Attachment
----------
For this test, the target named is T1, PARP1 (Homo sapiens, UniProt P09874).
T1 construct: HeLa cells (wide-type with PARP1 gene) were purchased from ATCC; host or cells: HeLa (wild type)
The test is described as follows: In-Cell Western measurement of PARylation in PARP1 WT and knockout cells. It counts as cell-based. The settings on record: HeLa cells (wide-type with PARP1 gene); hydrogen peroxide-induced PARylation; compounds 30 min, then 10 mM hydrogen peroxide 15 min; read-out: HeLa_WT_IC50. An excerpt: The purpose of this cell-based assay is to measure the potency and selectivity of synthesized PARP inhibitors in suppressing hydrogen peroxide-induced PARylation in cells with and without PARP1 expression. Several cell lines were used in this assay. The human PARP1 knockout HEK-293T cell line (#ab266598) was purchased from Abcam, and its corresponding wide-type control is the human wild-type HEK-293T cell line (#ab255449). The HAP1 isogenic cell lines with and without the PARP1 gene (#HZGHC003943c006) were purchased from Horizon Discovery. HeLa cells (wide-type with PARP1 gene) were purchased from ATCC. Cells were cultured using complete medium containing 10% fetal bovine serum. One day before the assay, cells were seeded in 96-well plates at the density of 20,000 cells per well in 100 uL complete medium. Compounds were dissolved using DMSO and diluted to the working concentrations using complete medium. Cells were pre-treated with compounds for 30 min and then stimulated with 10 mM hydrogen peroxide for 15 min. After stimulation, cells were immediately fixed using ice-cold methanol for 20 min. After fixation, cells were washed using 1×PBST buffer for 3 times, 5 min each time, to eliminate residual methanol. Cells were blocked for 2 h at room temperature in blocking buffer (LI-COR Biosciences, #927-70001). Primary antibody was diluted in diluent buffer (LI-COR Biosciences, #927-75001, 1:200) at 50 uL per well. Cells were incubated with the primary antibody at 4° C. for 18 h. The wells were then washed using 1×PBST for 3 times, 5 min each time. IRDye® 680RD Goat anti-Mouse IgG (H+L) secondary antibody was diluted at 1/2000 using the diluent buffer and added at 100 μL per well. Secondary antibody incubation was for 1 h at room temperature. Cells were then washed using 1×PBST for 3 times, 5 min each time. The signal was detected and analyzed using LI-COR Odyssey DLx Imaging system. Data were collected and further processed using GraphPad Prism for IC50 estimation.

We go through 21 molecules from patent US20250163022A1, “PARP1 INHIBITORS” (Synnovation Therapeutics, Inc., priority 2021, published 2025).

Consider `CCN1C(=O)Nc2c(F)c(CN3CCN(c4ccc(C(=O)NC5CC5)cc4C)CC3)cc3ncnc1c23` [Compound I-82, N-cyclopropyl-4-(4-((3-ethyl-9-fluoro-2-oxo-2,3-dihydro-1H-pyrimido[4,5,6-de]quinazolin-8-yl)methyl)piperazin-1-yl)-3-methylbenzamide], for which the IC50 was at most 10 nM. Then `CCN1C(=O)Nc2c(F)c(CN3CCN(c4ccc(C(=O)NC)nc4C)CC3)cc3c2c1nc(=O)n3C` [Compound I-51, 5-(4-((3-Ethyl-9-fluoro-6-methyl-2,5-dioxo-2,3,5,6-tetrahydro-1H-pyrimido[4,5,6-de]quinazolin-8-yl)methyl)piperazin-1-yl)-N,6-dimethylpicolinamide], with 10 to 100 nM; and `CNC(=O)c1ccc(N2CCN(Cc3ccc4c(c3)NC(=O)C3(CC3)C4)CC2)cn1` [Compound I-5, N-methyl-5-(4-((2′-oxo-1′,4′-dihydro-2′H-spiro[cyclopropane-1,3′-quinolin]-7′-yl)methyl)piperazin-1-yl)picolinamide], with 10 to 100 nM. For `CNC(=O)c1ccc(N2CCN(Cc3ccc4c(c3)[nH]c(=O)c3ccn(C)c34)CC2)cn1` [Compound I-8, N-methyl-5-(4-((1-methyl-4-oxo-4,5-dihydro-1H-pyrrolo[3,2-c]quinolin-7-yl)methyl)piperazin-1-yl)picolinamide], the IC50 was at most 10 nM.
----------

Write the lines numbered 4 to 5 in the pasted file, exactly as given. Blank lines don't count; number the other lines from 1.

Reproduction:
We go through 21 molecules from patent US20250163022A1, “PARP1 INHIBITORS” (Synnovation Therapeutics, Inc., priority 2021, published 2025).

Consider `CCN1C(=O)Nc2c(F)c(CN3CCN(c4ccc(C(=O)NC5CC5)cc4C)CC3)cc3ncnc1c23` [Compound I-82, N-cyclopropyl-4-(4-((3-ethyl-9-fluoro-2-oxo-2,3-dihydro-1H-pyrimido[4,5,6-de]quinazolin-8-yl)methyl)piperazin-1-yl)-3-methylbenzamide], for which the IC50 was at most 10 nM. Then `CCN1C(=O)Nc2c(F)c(CN3CCN(c4ccc(C(=O)NC)nc4C)CC3)cc3c2c1nc(=O)n3C` [Compound I-51, 5-(4-((3-Ethyl-9-fluoro-6-methyl-2,5-dioxo-2,3,5,6-tetrahydro-1H-pyrimido[4,5,6-de]quinazolin-8-yl)methyl)piperazin-1-yl)-N,6-dimethylpicolinamide], with 10 to 100 nM; and `CNC(=O)c1ccc(N2CCN(Cc3ccc4c(c3)NC(=O)C3(CC3)C4)CC2)cn1` [Compound I-5, N-methyl-5-(4-((2′-oxo-1′,4′-dihydro-2′H-spiro[cyclopropane-1,3′-quinolin]-7′-yl)methyl)piperazin-1-yl)picolinamide], with 10 to 100 nM. For `CNC(=O)c1ccc(N2CCN(Cc3ccc4c(c3)[nH]c(=O)c3ccn(C)c34)CC2)cn1` [Compound I-8, N-methyl-5-(4-((1-methyl-4-oxo-4,5-dihydro-1H-pyrrolo[3,2-c]quinolin-7-yl)methyl)piperazin-1-yl)picolinamide], the IC50 was at most 10 nM.